DOD installations, at home and abroad, require secure and reliable power to perform front-line, real-time military operations around the world. Advanced energy provides a means for installations to ensure that disruptions in commercial power supplies will have less impacts on their missions, as well as to reduce costs through efficiency and self-generation.

    Growing demand for reliable electric power will drive the need for more resilient, more efficient, and more distributed electric power generation systems. Today, a critical hindrance to intermittent energy sources fulfilling this need is energy storage. Many countries have pledged to bring electricity to a significant share of the 2.6 billion people entirely without it or lacking access to reliable sources [3]. Meeting these commitments will spur growth in this energy sector. At the same time, projected population and economic growth, combined with the transition of much of the world’s transportation to electricity, will drive electric power demand even higher.

    We anticipate that the growing demand for electricity will be met increasingly with distributed advanced energy systems harnessing advanced nuclear, wind, solar, geothermal, hydro, hydrogen, and other energy sources. Because many of these systems can be decentralized and distributed, they can meet the energy needs of populations spread across large geographies, adding resilience by reducing grid vulnerability and risks of energy interruption.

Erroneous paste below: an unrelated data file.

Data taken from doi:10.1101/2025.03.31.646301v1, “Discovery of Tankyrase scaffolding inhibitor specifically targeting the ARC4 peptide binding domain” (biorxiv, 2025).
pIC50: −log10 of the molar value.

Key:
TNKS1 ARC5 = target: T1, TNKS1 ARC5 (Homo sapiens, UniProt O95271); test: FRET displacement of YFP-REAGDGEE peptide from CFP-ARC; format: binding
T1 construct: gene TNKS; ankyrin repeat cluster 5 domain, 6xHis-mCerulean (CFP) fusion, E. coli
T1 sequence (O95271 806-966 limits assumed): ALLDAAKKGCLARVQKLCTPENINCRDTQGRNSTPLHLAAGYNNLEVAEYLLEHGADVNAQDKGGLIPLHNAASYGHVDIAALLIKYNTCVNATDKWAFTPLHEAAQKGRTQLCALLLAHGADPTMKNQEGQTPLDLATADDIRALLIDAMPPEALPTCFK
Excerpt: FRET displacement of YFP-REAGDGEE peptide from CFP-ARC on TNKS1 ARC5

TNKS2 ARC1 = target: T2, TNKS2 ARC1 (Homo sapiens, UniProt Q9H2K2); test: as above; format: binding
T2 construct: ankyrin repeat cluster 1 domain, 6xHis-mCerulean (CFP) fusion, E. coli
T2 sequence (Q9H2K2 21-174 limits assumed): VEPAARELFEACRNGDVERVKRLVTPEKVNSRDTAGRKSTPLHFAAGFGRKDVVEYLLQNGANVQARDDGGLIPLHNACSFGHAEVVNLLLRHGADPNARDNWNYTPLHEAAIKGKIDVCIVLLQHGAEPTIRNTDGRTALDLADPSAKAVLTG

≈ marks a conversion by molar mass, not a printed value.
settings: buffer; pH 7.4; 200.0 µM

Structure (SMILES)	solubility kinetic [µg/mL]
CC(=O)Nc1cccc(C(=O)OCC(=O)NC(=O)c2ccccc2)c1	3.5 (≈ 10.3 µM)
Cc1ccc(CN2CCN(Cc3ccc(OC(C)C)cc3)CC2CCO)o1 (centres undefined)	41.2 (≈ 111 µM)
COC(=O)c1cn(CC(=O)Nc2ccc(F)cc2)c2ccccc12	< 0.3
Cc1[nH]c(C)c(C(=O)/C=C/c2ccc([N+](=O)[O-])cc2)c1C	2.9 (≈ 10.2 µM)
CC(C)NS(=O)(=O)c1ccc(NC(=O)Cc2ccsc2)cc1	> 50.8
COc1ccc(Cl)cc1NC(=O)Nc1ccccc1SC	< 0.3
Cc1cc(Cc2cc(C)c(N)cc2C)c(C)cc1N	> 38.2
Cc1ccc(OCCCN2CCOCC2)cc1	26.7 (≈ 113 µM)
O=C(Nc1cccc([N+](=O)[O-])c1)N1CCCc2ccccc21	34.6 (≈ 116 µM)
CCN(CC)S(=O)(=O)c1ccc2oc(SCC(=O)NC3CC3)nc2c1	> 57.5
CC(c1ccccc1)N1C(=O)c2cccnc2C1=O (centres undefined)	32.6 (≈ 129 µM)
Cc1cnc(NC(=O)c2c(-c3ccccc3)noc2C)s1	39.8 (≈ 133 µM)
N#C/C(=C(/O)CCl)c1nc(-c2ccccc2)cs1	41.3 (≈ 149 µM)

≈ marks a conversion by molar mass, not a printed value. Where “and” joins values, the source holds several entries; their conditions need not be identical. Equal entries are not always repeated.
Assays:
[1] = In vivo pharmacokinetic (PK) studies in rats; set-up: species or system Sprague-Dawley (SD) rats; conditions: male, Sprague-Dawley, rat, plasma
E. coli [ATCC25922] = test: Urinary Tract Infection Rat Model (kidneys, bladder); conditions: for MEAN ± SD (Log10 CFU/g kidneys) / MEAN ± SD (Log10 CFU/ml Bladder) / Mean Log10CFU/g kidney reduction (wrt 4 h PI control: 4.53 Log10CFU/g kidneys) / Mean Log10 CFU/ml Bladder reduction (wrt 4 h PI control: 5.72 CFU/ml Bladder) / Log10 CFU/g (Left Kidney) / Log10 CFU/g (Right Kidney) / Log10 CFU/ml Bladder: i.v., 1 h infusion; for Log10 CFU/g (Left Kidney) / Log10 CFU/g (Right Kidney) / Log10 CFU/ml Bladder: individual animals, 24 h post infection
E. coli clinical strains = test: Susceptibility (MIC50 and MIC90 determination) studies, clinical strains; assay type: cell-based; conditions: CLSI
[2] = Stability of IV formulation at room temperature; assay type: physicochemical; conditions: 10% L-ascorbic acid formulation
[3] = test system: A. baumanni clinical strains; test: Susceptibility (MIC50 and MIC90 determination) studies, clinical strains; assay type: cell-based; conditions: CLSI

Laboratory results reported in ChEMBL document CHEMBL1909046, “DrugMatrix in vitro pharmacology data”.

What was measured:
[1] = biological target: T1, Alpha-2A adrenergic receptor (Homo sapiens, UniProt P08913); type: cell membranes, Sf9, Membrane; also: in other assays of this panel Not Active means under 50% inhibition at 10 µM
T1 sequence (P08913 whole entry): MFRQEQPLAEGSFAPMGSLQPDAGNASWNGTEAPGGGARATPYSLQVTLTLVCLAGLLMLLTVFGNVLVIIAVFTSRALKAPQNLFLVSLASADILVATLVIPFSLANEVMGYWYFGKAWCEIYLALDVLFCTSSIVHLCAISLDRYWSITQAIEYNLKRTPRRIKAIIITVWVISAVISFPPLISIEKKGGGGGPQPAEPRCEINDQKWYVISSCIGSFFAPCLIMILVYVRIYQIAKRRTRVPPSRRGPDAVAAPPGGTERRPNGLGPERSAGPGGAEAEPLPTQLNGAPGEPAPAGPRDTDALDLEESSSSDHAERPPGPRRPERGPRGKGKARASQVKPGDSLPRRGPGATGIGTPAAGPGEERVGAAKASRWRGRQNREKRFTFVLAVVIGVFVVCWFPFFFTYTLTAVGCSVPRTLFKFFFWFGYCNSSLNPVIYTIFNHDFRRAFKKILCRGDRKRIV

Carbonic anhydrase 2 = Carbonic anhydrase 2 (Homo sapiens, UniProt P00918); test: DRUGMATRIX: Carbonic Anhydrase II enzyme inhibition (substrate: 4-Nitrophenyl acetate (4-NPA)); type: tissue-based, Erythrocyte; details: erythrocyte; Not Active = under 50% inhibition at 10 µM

In some advanced energy systems, such as solar and wind, energy production is intermittent–occurring only when the sun is shining or the wind blowing. But electricity demand is not always timed to when these systems are producing power. High-capacity energy storage systems are required to capture excess energy generated when the prime source is available, and to distribute the stored energy when it is not. Without improved large-scale, long-term energy storage, these intermittent supply options will serve only to augment or reduce demand on other power generation sources. Without large-scale storage, utilities will remain reliant on more traditional energy sources–natural gas or nuclear power–as primary fuels or to back up intermittent generating systems. The military’s philosophy on advanced energy is simple: Use them when they improve the effectiveness or resiliency of military operations.

    Strong leadership and investment in advanced energy can provide great opportunity for the U.S. to maintain competitive advantage. As the world transitions to advanced energy, the U.S. can maintain its historic competitive advantages in technology and expertise. However, this will require vision and strategic investment. China and E.U. member states are already in the vanguard of manufacturing, deployment, and market penetration. Ceding U.S. leadership here has inherent national security risk, including loss of global influence and diplomatic leverage, as well as forgone economic opportunities. In the U.S., the 2007 Energy Independence and Security Act, signed into law by President Bush, ushered in programs designed to reduce dependence on foreign oil, increase energy sources for domestic electrical power generation, and set the nation on a course for energy independence. A decade later, we are trying to regain our footing.

    National and state government policy can be a driver or a barrier to advanced energy innovation and adoption at home. Incentives such as the investment tax credit and renewable portfolio standard have accelerated development and deployment of advanced energy. These have been offset by regulatory and legal frameworks, particularly at the state level.